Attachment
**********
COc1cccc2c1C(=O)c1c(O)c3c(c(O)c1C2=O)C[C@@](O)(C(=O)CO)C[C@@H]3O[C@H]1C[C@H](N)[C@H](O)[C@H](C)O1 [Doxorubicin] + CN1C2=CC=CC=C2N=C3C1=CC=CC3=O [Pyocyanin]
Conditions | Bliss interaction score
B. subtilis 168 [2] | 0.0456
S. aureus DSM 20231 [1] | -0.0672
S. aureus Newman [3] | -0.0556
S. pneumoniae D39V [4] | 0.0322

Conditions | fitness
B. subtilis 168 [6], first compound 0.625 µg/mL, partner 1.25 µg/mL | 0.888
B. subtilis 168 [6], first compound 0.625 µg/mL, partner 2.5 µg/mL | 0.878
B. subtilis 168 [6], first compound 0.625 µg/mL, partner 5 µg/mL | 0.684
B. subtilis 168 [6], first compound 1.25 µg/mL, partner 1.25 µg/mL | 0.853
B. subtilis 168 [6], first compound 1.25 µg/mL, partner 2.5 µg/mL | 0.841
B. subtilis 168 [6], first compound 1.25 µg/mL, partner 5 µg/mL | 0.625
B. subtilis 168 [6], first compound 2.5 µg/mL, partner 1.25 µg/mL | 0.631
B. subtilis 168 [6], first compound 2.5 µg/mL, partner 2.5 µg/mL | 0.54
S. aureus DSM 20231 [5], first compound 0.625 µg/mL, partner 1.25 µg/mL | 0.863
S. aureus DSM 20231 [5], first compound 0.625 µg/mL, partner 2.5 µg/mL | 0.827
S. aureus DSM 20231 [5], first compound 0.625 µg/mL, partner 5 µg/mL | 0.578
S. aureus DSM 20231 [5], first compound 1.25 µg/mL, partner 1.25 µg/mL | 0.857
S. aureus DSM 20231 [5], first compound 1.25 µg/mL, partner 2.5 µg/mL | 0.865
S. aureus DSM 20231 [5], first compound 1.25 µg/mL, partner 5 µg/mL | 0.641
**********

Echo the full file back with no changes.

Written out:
COc1cccc2c1C(=O)c1c(O)c3c(c(O)c1C2=O)C[C@@](O)(C(=O)CO)C[C@@H]3O[C@H]1C[C@H](N)[C@H](O)[C@H](C)O1 [Doxorubicin] + CN1C2=CC=CC=C2N=C3C1=CC=CC3=O [Pyocyanin]
Conditions | Bliss interaction score
B. subtilis 168 [2] | 0.0456
S. aureus DSM 20231 [1] | -0.0672
S. aureus Newman [3] | -0.0556
S. pneumoniae D39V [4] | 0.0322

Conditions | fitness
B. subtilis 168 [6], first compound 0.625 µg/mL, partner 1.25 µg/mL | 0.888
B. subtilis 168 [6], first compound 0.625 µg/mL, partner 2.5 µg/mL | 0.878
B. subtilis 168 [6], first compound 0.625 µg/mL, partner 5 µg/mL | 0.684
B. subtilis 168 [6], first compound 1.25 µg/mL, partner 1.25 µg/mL | 0.853
B. subtilis 168 [6], first compound 1.25 µg/mL, partner 2.5 µg/mL | 0.841
B. subtilis 168 [6], first compound 1.25 µg/mL, partner 5 µg/mL | 0.625
B. subtilis 168 [6], first compound 2.5 µg/mL, partner 1.25 µg/mL | 0.631
B. subtilis 168 [6], first compound 2.5 µg/mL, partner 2.5 µg/mL | 0.54
S. aureus DSM 20231 [5], first compound 0.625 µg/mL, partner 1.25 µg/mL | 0.863
S. aureus DSM 20231 [5], first compound 0.625 µg/mL, partner 2.5 µg/mL | 0.827
S. aureus DSM 20231 [5], first compound 0.625 µg/mL, partner 5 µg/mL | 0.578
S. aureus DSM 20231 [5], first compound 1.25 µg/mL, partner 1.25 µg/mL | 0.857
S. aureus DSM 20231 [5], first compound 1.25 µg/mL, partner 2.5 µg/mL | 0.865
S. aureus DSM 20231 [5], first compound 1.25 µg/mL, partner 5 µg/mL | 0.641